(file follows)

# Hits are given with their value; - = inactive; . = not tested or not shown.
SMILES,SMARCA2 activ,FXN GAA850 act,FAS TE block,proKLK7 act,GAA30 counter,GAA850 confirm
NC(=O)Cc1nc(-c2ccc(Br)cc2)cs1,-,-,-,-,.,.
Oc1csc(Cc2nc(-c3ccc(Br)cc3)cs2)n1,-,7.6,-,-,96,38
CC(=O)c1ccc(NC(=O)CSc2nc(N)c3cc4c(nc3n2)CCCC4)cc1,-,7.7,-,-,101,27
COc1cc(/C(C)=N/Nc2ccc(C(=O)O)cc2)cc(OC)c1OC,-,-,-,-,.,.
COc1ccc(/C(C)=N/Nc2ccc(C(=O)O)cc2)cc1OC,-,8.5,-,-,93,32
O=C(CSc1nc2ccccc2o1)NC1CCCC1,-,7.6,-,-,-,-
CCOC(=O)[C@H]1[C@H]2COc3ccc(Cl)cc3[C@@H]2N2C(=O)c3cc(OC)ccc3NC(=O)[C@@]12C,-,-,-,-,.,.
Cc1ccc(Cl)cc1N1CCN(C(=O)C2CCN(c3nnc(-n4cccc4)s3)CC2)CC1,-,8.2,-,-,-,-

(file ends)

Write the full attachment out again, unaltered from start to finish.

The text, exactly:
# Hits are given with their value; - = inactive; . = not tested or not shown.
SMILES,SMARCA2 activ,FXN GAA850 act,FAS TE block,proKLK7 act,GAA30 counter,GAA850 confirm
NC(=O)Cc1nc(-c2ccc(Br)cc2)cs1,-,-,-,-,.,.
Oc1csc(Cc2nc(-c3ccc(Br)cc3)cs2)n1,-,7.6,-,-,96,38
CC(=O)c1ccc(NC(=O)CSc2nc(N)c3cc4c(nc3n2)CCCC4)cc1,-,7.7,-,-,101,27
COc1cc(/C(C)=N/Nc2ccc(C(=O)O)cc2)cc(OC)c1OC,-,-,-,-,.,.
COc1ccc(/C(C)=N/Nc2ccc(C(=O)O)cc2)cc1OC,-,8.5,-,-,93,32
O=C(CSc1nc2ccccc2o1)NC1CCCC1,-,7.6,-,-,-,-
CCOC(=O)[C@H]1[C@H]2COc3ccc(Cl)cc3[C@@H]2N2C(=O)c3cc(OC)ccc3NC(=O)[C@@]12C,-,-,-,-,.,.
Cc1ccc(Cl)cc1N1CCN(C(=O)C2CCN(c3nnc(-n4cccc4)s3)CC2)CC1,-,8.2,-,-,-,-